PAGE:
From my original concept generation, to the process of creating the piece (wiring, constructing wooden pulley system, etc.), to the implementation of it in the natatorium, I found this project to be both rewarding and fulfilling. Many of the pieces that we learned about this term focused heavily on sound environments and the interactivity of the human body with these sounds. To me, I wanted to hone in on the idea of the human body being immersed in the water and fully captivated by the surrounding environment. One piece in particular that stands out to me in terms of similarity is titled Rain Room and was part of the Random International project. In this piece, the user enters into a room that is filled with rainfall – the noises consume the listener and the smells of the rain also fill the air around. In this moment, the individual viewing the process becomes a part of the environment, rather than a person viewing the environment – there is a notion of connectivity. Similar to Rain Room, I wanted my project to take the listener into the water and create an interactive and holistic viewing experience. Overall, I think I achieved my goals not only in creating and executing the piece, but also in learning more about sound art and our relationship with acoustic environments, interactivity of humans with sounds around us, and the importance of intentionality in the installation and implementation process.
Final Documentation of Project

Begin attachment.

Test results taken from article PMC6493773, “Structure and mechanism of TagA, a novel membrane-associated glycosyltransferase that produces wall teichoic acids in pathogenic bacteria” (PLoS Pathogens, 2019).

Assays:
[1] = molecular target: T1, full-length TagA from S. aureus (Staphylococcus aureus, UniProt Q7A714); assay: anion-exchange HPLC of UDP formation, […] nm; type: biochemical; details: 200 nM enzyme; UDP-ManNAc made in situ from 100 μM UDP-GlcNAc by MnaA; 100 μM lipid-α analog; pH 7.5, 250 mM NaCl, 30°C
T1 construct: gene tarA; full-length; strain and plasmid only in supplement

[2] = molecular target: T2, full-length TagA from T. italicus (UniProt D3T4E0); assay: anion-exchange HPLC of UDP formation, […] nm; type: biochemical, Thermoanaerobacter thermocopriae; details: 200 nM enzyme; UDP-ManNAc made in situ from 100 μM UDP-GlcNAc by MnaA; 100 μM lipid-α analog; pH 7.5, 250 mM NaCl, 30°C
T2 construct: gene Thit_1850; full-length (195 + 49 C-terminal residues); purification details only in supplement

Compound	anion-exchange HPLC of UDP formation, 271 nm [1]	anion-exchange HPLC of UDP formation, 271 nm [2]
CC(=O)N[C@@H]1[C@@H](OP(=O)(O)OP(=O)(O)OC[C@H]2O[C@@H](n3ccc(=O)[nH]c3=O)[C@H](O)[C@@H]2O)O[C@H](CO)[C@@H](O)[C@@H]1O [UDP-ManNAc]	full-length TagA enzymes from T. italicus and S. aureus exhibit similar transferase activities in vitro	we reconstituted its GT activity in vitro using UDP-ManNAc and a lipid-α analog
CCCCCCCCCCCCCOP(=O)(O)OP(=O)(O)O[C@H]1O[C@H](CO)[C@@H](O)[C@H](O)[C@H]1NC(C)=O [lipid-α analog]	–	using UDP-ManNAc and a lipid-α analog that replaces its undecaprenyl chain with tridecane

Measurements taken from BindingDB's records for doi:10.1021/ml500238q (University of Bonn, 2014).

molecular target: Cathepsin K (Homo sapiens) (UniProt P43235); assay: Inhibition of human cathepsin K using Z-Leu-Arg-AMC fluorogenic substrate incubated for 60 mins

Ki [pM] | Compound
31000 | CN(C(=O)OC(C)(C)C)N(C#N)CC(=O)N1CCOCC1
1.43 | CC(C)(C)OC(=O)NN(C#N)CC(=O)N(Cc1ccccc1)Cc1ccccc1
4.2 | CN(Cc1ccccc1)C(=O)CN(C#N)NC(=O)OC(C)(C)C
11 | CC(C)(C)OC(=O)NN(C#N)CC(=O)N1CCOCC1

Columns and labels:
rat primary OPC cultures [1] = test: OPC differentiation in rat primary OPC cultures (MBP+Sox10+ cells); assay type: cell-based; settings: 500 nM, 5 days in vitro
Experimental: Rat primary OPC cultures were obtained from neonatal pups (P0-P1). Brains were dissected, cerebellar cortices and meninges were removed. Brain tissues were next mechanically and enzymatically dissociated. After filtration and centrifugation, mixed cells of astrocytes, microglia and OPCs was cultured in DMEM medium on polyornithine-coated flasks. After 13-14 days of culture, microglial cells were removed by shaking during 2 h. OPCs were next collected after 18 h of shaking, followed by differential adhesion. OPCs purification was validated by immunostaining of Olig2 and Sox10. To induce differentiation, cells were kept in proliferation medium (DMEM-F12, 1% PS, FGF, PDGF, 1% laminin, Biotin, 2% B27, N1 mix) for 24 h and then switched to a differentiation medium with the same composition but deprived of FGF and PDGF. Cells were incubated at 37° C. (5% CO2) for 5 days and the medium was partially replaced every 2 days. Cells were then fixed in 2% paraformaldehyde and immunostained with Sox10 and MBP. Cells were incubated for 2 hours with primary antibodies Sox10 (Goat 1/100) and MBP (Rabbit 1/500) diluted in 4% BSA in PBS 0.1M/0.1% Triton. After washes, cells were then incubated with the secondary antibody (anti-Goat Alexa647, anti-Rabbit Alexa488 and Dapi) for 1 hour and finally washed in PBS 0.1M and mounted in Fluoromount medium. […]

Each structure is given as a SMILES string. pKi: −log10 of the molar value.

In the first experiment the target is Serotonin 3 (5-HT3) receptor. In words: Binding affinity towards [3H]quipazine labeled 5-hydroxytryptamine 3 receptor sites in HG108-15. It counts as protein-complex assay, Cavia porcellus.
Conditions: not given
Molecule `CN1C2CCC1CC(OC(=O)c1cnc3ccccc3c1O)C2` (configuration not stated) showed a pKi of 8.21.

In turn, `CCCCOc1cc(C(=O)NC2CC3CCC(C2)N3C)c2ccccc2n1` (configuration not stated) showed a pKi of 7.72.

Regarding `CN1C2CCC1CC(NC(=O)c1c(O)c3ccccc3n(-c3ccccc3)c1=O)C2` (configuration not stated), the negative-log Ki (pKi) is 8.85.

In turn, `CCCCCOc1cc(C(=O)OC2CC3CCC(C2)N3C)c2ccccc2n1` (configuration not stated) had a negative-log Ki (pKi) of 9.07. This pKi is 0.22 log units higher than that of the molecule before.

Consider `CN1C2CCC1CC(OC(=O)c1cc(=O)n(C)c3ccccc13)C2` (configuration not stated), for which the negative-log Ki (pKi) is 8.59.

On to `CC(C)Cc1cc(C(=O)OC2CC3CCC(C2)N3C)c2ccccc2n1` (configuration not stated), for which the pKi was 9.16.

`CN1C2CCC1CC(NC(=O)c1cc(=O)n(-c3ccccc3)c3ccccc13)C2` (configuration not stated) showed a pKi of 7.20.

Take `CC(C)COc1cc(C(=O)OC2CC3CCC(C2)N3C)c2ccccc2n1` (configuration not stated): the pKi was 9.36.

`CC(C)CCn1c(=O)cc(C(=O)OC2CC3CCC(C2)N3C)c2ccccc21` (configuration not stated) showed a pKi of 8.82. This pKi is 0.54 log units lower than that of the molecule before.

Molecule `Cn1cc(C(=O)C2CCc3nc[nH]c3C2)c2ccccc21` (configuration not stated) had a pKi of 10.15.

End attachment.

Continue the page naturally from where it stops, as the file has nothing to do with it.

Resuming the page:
This image displays the setup of the wooden structure with sand bags placed on top. I decided to implement the setup in this way to prevent a situation in which the wooden structure would fall into the water and drag in expensive equipment with it. By putting two seventy-pound sand bags on top of the structure, I prevented this from happening.
Here you can see the setup of the piece at a side angle. Additionally, I am the one presenting (in the pink-ish suit) along with Professor Topel (right) and visitors (left). You can also see the speaker cable flowing through the pulley system in this image.
Here, you can see the video of my presentation in-full. I presented the piece by swimming away from the transducer with the piezo in hand, towards it, and even took it deep underwater to blow bubbles towards it. Overall, I thought it was very fun and interesting to present to the visitors, and I think that they walked away with a new perspective of how sound interacts underwater as opposed to above.
I really enjoyed creating this project and hope you enjoyed listening to it as well!